[Veritas-vx] DR test with VxVM
robertinoau at yahoo.com.au
Tue Aug 24 06:22:23 CDT 2004
>My question is, when I reboot on this new system disk
>what is my next step to re-enable a new, clean VM
>installation ? This is where I get stuck because I'm
>unclear what gets picked up from the old system.
Nothing will get picked up from the old system as your
new disk doesn't have a valid VM configuration
database (tag 15).
>I assume I first run vxlicinst -k xxxx to insert a
Nope. Just run vxinstall and enter your license key
>an I just re-run vxinstall and re-configure or will
>there be "legacy" files in the way ? Should I use
>combination of vxconfigd/vxdctl disable/enable and
>then vxedit to remove old volume details, or is this
>now irrelevant ?
Irrelevant as I explained above, you don't have a
valid configuration database so you will not any
volumes to begin with. You will have to re-create
then all from scratch
--- Andrew Garnett <andrewwdg at yahoo.co.uk> wrote:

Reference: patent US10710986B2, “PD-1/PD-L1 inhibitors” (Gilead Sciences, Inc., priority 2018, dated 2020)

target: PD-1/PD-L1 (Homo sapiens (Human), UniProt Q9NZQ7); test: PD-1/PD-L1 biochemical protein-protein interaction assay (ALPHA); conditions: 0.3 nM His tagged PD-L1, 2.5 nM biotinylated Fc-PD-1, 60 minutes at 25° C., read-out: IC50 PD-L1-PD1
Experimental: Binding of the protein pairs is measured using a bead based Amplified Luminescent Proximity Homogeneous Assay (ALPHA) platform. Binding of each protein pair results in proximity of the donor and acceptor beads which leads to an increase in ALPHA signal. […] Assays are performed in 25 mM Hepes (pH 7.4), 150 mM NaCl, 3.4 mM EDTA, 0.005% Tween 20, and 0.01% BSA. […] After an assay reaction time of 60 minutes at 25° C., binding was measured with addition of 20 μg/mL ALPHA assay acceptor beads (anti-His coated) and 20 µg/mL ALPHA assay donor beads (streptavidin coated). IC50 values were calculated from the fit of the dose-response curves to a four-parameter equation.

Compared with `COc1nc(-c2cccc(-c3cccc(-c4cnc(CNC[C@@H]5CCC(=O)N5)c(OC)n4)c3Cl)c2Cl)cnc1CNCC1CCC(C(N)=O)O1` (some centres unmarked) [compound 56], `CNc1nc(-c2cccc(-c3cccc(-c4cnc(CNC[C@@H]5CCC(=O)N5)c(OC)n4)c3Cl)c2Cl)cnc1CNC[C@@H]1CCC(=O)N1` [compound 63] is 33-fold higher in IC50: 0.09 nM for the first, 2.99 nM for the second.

> Thanks all for the useful feedback.
> Still running VM3.5 on Solaris 8 with an
> and mirrored root.
> I have to do a DR test by restoring all my backup
> tapes (ufsdump under Solaris 8) to a completely
> different server model, different disk sizes,
> and layouts. I have an evaluation license key for
> VxVM. The DR company will provide me with a big
> server with one disk pre-installed with Solaris to
> save time over the CD install.
> My intention is to restore a clean system disk,
> reinitialise any other disks for data then build
> volumes and filesystems manually and restore to
> The new volumes will not have the same topology as
> old ones.
> I will do this by the usual boot, format the second
> system disk & ufsrestore root & var to it, then
> it & edit all the relevant system files (devices
> Here's the VM bit....
> I'll create an install-db, remove file from state.d
> ,comment out 2 lines in /etc/system and change
> then install a boot block. I think this is all
> (correct me if I'm wrong).
> My question is, when I reboot on this new system
> what is my next step to re-enable a new, clean VM
> installation ? This is where I get stuck because I'm
> unclear what gets picked up from the old system.
> I assume I first run vxlicinst -k xxxx to insert a
> temporary key.
> Can I just re-run vxinstall and re-configure or
> there be "legacy" files in the way ? Should I use
> combination of vxconfigd/vxdctl disable/enable and
> then vxedit to remove old volume details, or is this
> now irrelevant ?
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